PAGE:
Mr. Glass-half-full

by Peter Vogel

On January 17th Bob Vogel, my father, was sitting in his favourite chair, chatting with my mother when he suddenly closed his eyes and slumped forward. He was dead by the time the ambulance arrived.

An hour later I was sitting next to him in a small private room at the hospital. It was so peaceful. It was wonderful to be able to farewell him with no agonising about unfinished business, no regrets about what I did and didn't say to him while he was alive.

Ten years ago it would not have been so easy. Like many men, at that time I wasn't entirely sure who my father was; I didn't really know his story. And although there was great love between us much was unspoken. Through my newfound interest in male psychology and participation in men's groups and gatherings, I came to realise that to understand myself better, I needed to to find out more about where I had come from.

I had only a vague picture of Dad's life. I knew that he had been through some extraordinary experiences, fleeing Austria as a boy of 16 and keeping just one step ahead of the Nazis, but it was not something he liked to talk about - "It's not very interesting", he would say.

When he asked me to think of something special he could get me for a 40th birthday present, I had a brainwave - I asked him to write down his life story. It took him a while, but eventually I was presented with a tape which I transcribed. He then got out his shoebox full of old photographs and we went through them and selected ones to illustrate the story.

One of dad's most remarkable features was his optimism - he was definitely a "glass half full" man. He chose not to be resentful about the events of the holocaust which shattered his family.

His generosity of spirit was always obvious to me, but I recall one incident which said it all.

After finding his way to Britain, he and 2000 other "enemy aliens" were herded into the hold of a ship, the Dunera. They were not told their destination. They were being transported to Australia. They were very badly treated on the journey, some died and some suicided.

A few years ago a group of the people who had been on that ship were planning to sue the British government for their inhumane treatment, and as Bob was the youngest on the boat, he would be their best witness. Bob however refused to testify. How could he sue the British, he said, when they had saved his life?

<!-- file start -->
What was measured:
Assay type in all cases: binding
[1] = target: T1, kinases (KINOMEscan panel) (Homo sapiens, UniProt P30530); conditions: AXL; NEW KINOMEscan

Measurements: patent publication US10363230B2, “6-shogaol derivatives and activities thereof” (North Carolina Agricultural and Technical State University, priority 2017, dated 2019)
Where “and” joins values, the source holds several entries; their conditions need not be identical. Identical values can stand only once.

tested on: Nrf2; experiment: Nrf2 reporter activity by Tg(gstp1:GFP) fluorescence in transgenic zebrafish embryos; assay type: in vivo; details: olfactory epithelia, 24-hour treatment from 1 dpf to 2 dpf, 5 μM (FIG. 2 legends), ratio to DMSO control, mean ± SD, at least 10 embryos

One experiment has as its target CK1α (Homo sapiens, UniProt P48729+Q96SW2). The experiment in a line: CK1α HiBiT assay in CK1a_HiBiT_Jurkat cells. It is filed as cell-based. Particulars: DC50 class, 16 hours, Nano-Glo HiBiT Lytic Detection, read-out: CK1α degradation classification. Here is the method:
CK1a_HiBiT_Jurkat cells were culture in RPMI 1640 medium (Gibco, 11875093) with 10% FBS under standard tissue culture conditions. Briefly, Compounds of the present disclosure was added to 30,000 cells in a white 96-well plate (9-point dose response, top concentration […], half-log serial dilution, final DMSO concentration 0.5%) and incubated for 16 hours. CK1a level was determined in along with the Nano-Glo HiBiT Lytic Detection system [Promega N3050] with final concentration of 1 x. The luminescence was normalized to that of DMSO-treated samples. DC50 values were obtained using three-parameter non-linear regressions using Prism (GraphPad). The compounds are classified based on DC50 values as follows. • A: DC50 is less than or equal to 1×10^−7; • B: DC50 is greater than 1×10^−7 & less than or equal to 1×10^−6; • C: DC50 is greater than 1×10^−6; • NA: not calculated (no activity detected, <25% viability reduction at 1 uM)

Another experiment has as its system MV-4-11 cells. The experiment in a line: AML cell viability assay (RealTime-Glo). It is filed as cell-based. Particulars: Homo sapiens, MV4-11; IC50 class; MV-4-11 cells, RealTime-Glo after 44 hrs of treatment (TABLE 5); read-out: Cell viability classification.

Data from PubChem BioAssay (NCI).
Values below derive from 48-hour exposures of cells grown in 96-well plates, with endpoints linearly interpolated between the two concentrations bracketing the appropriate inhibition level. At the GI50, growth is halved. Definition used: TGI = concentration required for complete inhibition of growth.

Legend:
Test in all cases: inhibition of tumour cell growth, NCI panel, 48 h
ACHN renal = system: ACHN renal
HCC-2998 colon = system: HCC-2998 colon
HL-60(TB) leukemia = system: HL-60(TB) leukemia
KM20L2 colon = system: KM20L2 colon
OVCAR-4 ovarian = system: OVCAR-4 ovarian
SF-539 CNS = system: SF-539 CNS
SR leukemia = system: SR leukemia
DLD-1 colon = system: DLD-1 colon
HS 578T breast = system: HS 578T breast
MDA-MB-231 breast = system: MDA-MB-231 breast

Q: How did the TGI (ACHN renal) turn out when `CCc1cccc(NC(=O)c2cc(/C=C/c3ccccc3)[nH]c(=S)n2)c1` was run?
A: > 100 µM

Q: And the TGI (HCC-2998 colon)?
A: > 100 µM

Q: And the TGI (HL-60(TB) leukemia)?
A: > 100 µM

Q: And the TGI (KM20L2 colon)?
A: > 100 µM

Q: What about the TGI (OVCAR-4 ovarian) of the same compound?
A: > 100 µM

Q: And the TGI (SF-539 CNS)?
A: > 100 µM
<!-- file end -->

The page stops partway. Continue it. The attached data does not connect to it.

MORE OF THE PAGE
Ironically, the day before Dad died, I had been in Melbourne, visiting a friend who is very ill and may not live much longer. We got to talking about death, and she asked me what I thought happens to people when they die. I said I don't know, except that it's clear to me that when someone dies, they do not cease to exist altogether. Even though their body is no longer animated, their spirit lives on through their effect on the world and the people that remain.

On that day I did not imagine that I would soon discover how true this is. Not a day goes past without encountering something of my father which lives on. Bob was a very resourceful craftsman; the original do-it-yourselfer. He rebuilt most of the house I grew up in, and the furniture he designed and built 30 years ago is still there and looking good. My 10-year-old-boy memory of holding pieces for him while he screwed them together is still very much alive, as are the many pieces of practical knowledge handed down in the process. "Rusty nails hold better than shiny ones" - I clearly remember the moment of this revelation. "If you drop something small on the ground, look down before it stops moving, or you'll never find it" is perhaps one of my most frequently used pieces of his fatherly advice.

Dad also loved to use his talents to help others. For example, he was active in Technical Aid for the Disabled, a group of volunteers who create devices to make disabled people's lives easier. He also helped another organisation that provides drivers for elderly people to get around.

His workshop was always full of things people brought him to be fixed; he hated nothing more than seeing something thrown out that could be repaired. When mirror on his car had been smashed once and he picked up all the little pieces with tweezers and glues them back together. He got great joy from solving that jigsaw.

Of course, when I built my house Dad had a field-day, helping with all sorts of jobs. Fortunately he particularly enjoyed the fiddly jobs, like cutting tiles to precisely fit an irregular area. Every day as I walk on the tiles he laid, sit on a chair he fixed, or look out a window he glazed we exchange a silent greeting.

Like most men of his generation, my father's actions spoke louder than his words.

My father's autobiography can be read at

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